Other form of favoritism is patronage. Patronage becomes a practice in which an executive or manager engage in nepotism or cronyism. An executive promotes employees he trusts into positions of management, and then asks those managers to hire their friends and family members. This kind of favoritism has the potential to spread throughout the company as the executive brings more of her favorite employees into positions of authority.
To add to the list offered by George N. Root, Christ Young (2008) based on his experience working with certain company offers several form  of favoritism and nepotism: relative nepotism, friend nepotism, connection nepotism, contribution nepotism, referral nepotism, they were with us through thick and thin" nepotism, "credential nepotism.
Relative nepotism is a common practice everywhere to hire, save, prioritize and promote the relative first before anyone else. While friend nepotism is a management behavior that is giving special attention to friends. They are considered “inner circle of influence” to the management and they are the priority of the management. Connection nepotism is a practice to give a special treatment to persons who have connection with the management, be it political connection, sports activity/hobby connection, and many others. It may seem to be unimportant but often time such connection influences management for special treatment. Contribution nepotism refers to the practice in which management gives a special treatment to persons who have contributed something to the achievement of the management. While this practice may not be totally bad but it should always consider the total whole. The performance of the management is a contribution of all people working for the organization because all works are interrelated. Thus evaluation to the level of contribution must be done to determine how much each one has contributed to the organization. Referral nepotism is a practice in which a management is asking top performer if he/she knows someone to fill up the position. This may be considered a ordinary recruitment strategy but there is a tendency of management to prioritize more on these persons than to others. “They were with us through thick and thin" nepotism” This form of nepotism is particularly perverse.  A team member who has been with the company since it started 15 years ago can wreak a lot of havoc if they are poor performers.  The havoc comes from new performers who realize the "lifer" is "special" and is not being held to the same employee accountability standard that they are.  The next question new hires has is, "Why am I not special."  The downward spiral begins - employee morale goes into the tank. Lastly credential nepotism is This form of nepotism is often hidden but dangerous.  Ever seen someone get more credit than they deserve because they have a certification?  I have.  When people are given more credit because they attended a class and passed it but cannot apply what they learned - we call that "Credential Nepotism.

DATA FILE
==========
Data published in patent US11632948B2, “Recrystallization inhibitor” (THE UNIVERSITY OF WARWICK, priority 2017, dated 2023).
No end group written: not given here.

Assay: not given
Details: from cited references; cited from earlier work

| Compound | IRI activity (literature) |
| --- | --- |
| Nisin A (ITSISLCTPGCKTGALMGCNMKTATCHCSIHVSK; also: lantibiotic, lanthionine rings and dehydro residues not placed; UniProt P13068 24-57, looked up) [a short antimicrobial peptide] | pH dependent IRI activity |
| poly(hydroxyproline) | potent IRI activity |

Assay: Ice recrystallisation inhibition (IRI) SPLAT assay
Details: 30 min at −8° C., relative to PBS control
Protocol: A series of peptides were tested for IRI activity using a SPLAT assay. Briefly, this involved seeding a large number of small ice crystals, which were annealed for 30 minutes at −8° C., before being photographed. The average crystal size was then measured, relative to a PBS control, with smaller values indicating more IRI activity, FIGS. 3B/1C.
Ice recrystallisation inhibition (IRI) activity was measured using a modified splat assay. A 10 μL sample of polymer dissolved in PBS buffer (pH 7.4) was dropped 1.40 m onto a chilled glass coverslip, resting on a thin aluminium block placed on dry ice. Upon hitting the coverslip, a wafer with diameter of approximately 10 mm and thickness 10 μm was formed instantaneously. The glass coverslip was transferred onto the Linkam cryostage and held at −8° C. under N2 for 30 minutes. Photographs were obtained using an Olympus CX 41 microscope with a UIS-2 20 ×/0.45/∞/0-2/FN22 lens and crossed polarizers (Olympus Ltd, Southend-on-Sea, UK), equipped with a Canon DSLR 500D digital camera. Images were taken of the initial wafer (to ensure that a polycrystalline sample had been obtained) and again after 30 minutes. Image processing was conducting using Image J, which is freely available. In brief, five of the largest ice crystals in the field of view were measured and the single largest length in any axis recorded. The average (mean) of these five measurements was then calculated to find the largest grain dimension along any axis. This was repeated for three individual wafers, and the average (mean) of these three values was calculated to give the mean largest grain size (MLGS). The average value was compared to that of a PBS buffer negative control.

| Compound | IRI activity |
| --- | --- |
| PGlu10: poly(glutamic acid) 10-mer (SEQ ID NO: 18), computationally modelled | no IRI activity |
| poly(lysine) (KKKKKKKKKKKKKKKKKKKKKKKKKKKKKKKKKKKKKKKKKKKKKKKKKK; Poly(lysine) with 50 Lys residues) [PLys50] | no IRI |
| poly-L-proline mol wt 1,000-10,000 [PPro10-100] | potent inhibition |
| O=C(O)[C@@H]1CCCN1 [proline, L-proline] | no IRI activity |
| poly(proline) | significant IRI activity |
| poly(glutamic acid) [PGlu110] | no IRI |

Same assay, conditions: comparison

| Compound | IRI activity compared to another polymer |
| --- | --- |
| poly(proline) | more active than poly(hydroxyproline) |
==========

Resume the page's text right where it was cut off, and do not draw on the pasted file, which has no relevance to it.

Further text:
All of the above forms of nepotism result in a hideous employee morale killer called "favoritism. These form of favoritism cause the life of the organization to danger. Therefore, such favoritism must be avoided at all cost.    

The Effect of Favoritism

Favoritism is considered negative because of its effect not only to the organization but also to the other employees. The following are considered to be the effect of favoritism in the workplace. 

1.      Decline company performance
When the employees are hired because of family relationship, friendship and not because of certain skill qualifications and then not being able to perform the job, then nepotism becomes counter-productive. And if the executive staff begins hiring family members because they need jobs, not because of their qualifications and ability, and then such practices can affect the company's profitability or performance. Therefore, the top management should consider skill qualifications in hiring and not favoritism.    
2.      Resentment and demoralization.